Lindsay Hoagland was not pleased to be seeing a sports psychologist.
The first visit in March, she worried, would only bring her closer to a decision she was hesitant to face: Will I play soccer and basketball again?
By November 2013, Lindsay’s sports career was taking off. She had made the Charlotte Catholic varsity basketball team as a sophomore. Just two days later, she scored three goals for Carolina Rapids, her club soccer team, in the State Cup.
Then, she says, her best game turned into her worst. She hit heads with a defender and smacked her head on the ground as she fell. Lindsay left the game. She knew something was wrong. On the sideline, she was diagnosed with a concussion by an EMT.
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Lindsay had headaches and nausea that made it increasingly hard to focus at school. Her grades began to drop.
She sat out from sports for eight months, then returned to fall soccer, then basketball. In December 2014, she was elbowed in the head at basketball practice; her second concussion. She was told to stop all athletic activity and turn off all her electronics – no phone, television or computer.
I always wanted to play through things, but looking back, knowing now what I know, it’s not a good idea if you are feeling symptoms. If you know, I wouldn’t risk it.
At school events, her parents were often asked: “When is Lindsay coming back to play?”
When her neurologist recommended she work with a therapist, Lindsay didn’t want to go.
“I think it just made it a little bit more real,” she says. “The possibility of not playing.”
Lindsay’s first meeting with Dr. Desaree Festa of Southeast Psych was difficult, and emotional.
That’s not unusual, Festa says. Her first role is giving athletes permission to feel what they’re feeling.
“At times they feel if they’re sad about their situation, they’re not being strong,” she said. “But it was giving Lindsay permission to grieve her old self. She had gone through a dramatic experience. Everything’s changed, even who she is at school. She isn’t the same person.
“Then we focused on the Lindsay she wants to be.”
Festa gave Lindsay an exercise: Write down who you are and describe your personality.
Inside circles on a paper she wrote: Driven, competitive, leading by example, work ethic, dedicated.
She was struck by a word she didn’t write: Athlete.
“So it didn’t really define me before,” Lindsay says. “It kind of made me see I could live without soccer. … It’s still crazy difficult, but I’m just now coming to the realization that that first meeting told me all I needed to know.”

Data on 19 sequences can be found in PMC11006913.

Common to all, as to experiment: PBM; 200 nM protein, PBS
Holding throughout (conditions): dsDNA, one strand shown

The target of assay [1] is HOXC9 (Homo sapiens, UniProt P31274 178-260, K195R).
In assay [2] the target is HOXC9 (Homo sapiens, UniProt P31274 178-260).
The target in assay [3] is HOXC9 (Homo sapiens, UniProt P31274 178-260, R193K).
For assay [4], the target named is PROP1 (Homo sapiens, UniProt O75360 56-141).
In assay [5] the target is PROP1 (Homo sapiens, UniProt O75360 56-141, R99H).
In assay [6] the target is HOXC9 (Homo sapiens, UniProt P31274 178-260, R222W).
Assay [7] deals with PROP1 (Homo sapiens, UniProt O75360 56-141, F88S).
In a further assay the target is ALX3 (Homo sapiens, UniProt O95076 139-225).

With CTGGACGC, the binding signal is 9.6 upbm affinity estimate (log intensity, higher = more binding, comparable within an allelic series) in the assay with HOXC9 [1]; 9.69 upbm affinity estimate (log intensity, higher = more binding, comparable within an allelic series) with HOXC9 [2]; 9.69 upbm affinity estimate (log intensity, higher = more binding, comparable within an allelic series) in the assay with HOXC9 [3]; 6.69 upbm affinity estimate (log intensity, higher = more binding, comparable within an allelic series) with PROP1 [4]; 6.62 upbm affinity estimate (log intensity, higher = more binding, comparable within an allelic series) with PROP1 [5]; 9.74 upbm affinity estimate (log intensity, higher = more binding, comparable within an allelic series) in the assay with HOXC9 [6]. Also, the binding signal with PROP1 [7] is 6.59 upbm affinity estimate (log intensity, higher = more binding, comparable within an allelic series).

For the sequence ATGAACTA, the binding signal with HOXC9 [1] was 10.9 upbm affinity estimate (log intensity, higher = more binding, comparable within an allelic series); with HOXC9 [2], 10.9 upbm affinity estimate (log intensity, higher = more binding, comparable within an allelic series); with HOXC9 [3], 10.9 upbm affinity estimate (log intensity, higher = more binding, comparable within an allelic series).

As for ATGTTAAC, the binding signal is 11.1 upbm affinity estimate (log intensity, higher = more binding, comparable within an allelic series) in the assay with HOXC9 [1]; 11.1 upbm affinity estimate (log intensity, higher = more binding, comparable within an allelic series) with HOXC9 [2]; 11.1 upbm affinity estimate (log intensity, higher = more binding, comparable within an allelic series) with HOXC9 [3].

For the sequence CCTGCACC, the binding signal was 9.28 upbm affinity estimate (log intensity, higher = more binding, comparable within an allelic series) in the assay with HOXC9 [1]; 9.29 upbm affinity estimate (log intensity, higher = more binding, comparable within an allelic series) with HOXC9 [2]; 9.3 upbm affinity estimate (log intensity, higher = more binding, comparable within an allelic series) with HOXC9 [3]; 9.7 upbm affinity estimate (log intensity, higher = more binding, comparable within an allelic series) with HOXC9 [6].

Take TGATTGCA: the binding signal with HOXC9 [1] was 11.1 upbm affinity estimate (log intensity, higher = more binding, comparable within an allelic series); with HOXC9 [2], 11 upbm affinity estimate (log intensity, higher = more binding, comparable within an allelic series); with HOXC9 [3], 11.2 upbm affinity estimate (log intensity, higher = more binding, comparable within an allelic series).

Festa says Lindsay discovered that she isn’t losing who she was. She’s just doing it differently.
What matters most?
After school ended and her junior year was over, Lindsay was cleared to exercise again. That same day, in June 2015, she ran a mile in her neighborhood.
“I ran because I needed it so badly,” she remembers. “It just felt good – my muscles burning, even though I was dizzy looking up at sky. I thought I was going to fall down, but I was still running.”
She continued to meet with Festa, and they discussed risk and reward. What matters most over the next five years? What will you feel if you play and get hurt again? What will you miss out on if you don’t?
“Dez would say, ‘You’re going to change your mind a million times.’ I would think I wouldn’t, then the next day it would be, ‘What am I thinking? I need to play, that’s who I am. I want to walk across the court. I want to have senior night.’ I changed my mind about a million times.”
Finally, Lindsay, now 17, thought about how long it took her to recover from concussions.
“I’d been looking forward to college forever,” she decided. “It’s not worth risking.”
Lindsay went through things a little bit quicker than a lot of my athletes. She used the process well.
Dr. Desaree Festa
She still has some headaches but feels good about the first months of school.
“I never gave Lindsay the answers but helped her think it through out loud,” Festa says. “It doesn’t mean that emotions go away. It doesn’t mean she’s not sad anymore.
“What’s hard about concussions is that you don’t have that clear closure. You don’t really know when you’re actually fully healed. … Concussions are so ambiguous; that’s what makes it so difficult for people to handle making those decisions.”
Festa talks to athletes about finding meaning in their suffering. Lindsay says she has.
“Having a concussion actually helped me,” she says. “I want to be a biomedical engineer, or a neurologist, or something with the brain. That’s what I want to do. It happened to me. I have so much experience.
“It happened to me, and I’d like to help other people.”